April 18, 2019, Blood on the Doorpost – Mtr. Kathryn Boswell
There is no recording for this sermon. Sorry.
Every year on Maundy Thursday, we read the story of the first Passover, the single most important story in the Jewish faith. It is the central and defining event of God’s love and faithfulness to his chosen people, after they had been held captive as slaves in Egypt for over four centuries. Just like the Last Supper that we remember tonight, at the heart of the Passover story is a communal meal – the Seder. And just like the Last Supper, the Passover was a meal that was eaten in the shadow of a looming threat.
On the night of that first Passover, all of the people of Israel were gathered fearfully in their homes. The land of Egypt was in ruins after the nine great plagues God had sent as a sign to Pharaoh of his power. The crops were beaten down, much of the livestock had been destroyed. The Egyptian people, Pharaoh’s own people, were utterly exhausted. And yet Pharaoh, in his arrogance and pride, continued to stand in defiance against the God of the Israelites. He still refused to back down and set “his” slaves free. He refused to give up his claim on these people whose lives he thought belonged to him. On the night of the first Passover, the escalating tension between God and Pharaoh hung like a heavy cloud over the whole land.
The sun began to set. In each Jewish household the men took the lamb that had been set apart according to God’s command, and they killed it in the fading twilight. They drained the blood, and they set the meat over the fire to roast. The women took the dough from their kneading bowls. There was no time now to let the yeast work to raise the bread, so they formed flat loaves and baked them over the fire as well. The men were wearing their cloaks and their belts. The women dressed themselves and their children for a long journey, because who knew what was about to happen to them? And when they had eaten, every man, obeying the strange command of Moses, took the bowl of the lamb’s blood that they had saved, and they smeared it on the doorposts of their houses, and on the lintels above the doors.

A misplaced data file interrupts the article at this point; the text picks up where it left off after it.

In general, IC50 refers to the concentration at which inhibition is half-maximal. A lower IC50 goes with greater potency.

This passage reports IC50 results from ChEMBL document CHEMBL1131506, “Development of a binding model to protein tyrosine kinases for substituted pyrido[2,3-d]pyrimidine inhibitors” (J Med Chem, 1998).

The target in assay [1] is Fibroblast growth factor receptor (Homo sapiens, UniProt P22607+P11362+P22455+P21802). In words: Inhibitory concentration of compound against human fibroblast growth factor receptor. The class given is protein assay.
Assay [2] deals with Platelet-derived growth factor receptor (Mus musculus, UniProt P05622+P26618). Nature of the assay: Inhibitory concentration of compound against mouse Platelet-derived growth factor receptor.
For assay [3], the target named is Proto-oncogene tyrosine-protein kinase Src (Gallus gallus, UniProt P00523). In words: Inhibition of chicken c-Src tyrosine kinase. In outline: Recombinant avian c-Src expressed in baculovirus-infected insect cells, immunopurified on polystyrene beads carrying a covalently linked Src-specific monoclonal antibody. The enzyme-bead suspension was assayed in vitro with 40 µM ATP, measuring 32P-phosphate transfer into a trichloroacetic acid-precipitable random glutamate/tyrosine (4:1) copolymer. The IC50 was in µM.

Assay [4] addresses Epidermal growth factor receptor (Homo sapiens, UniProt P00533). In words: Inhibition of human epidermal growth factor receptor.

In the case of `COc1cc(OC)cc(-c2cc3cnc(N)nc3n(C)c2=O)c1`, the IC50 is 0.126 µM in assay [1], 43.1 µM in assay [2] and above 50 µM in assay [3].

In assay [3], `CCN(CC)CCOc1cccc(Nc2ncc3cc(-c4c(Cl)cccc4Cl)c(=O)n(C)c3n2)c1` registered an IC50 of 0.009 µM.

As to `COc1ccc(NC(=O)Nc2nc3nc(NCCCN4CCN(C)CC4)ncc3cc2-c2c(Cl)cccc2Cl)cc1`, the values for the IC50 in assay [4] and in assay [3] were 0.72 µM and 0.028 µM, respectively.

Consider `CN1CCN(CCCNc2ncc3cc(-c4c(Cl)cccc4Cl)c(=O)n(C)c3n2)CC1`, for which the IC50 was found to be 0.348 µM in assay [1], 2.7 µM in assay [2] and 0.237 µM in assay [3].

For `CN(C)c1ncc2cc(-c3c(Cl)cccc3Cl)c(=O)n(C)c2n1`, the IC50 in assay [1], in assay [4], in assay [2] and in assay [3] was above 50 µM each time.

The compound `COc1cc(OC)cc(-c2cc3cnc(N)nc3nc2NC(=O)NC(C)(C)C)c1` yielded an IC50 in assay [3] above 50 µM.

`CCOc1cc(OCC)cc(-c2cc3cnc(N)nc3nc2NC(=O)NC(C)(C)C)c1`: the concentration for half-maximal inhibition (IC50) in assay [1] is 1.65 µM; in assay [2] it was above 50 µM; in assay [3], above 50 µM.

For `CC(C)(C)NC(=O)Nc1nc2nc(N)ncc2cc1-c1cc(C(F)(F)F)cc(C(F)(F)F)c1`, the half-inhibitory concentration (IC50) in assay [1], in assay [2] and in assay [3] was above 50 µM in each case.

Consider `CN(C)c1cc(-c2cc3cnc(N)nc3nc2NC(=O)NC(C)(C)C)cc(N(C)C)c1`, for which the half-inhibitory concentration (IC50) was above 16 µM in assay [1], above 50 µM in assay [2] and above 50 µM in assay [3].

It grew dark, and the people of Israel sat, alert and listening, in the shelter of their homes. Only the very youngest children dozed off, safe in the arms of their mothers and fathers. We have Moses’ own words telling us what happened next, “At midnight,” he wrote, “the Lord struck down all the firstborn in the land of Egypt, from the firstborn of Pharaoh who sat on his throne to the firstborn of the captive who was in the dungeon, and all the firstborn of the livestock. And Pharaoh rose up in the night, he and all his servants and all the Egyptians. And there was a great cry in Egypt, for there was not a house where someone was not dead. Then Pharaoh summoned Moses and Aaron by night and commanded them to get out of Egypt, and all their people with them. So the Israelites set out on foot, 600,000 men, not counting the women and children. And a large number of the Egyptians went with them also.
“The time that the people of Israel lived in Egypt was 430 years. At the end of 430 years, on that very day, all the hosts of the Lord went out from the land of Egypt. It was a night of watching by the Lord, to bring them out of the land of Egypt; so this same night is a night of watching kept to the Lord by all the people of Israel throughout their generations.”
1300 years after that night, there was a Jewish man named Jesus, son of the carpenter Joseph, who walked out into the wilderness along the Jordan River where John the Baptist was preaching. And as soon as John saw Jesus, he cried out, “Look! There is the Lamb of God, who takes away the sins of the world!” Full of the Holy Spirit, John knew, as soon as he saw him, that Jesus was the one that the people of Israel had been waiting for – and that he was coming not as a military leader and conqueror, as so many people were expecting, but as a sacrificial lamb, whose blood would protect the people from slavery and death.
On this night that we call Maundy Thursday, Jesus gathered his closest friends around him to eat the Passover Seder of his people. Together, they remembered that night so long before when their people had been brought out of Egypt by the mighty hand of God. But on that same night, Jesus was also instituting an entirely new Passover, a new Seder meal that would be a sign forever of God’s salvation – but this time, not only salvation for the nation of Israel, but salvation for the whole world. On this dark and holy night, Jesus was preparing his disciples for the shedding of his own blood, for the giving of his own life, the sacrifice that would deliver all humankind forever from the bondage of slavery to sin, and guard them from the ever-present shadow of the Angel of Death.
On this night, Jesus prepared his disciples for the great exodus out of slavery to sin and into the Promised Land of new and abundant life. But this time, he would not lead us out by parting the waters of the Red Sea. The new exodus would lead us through the darkness of a tomb and out again into the light and life and freedom of a new morning. Just as the first Exodus is the defining story of Israel, the events of this Holy Week tell the story of redemption, the central and defining event of our life as the people of Jesus Christ. And this meal that we share, tonight, and every time we gather around his table together, this is the memorial of the new Passover of our Lord.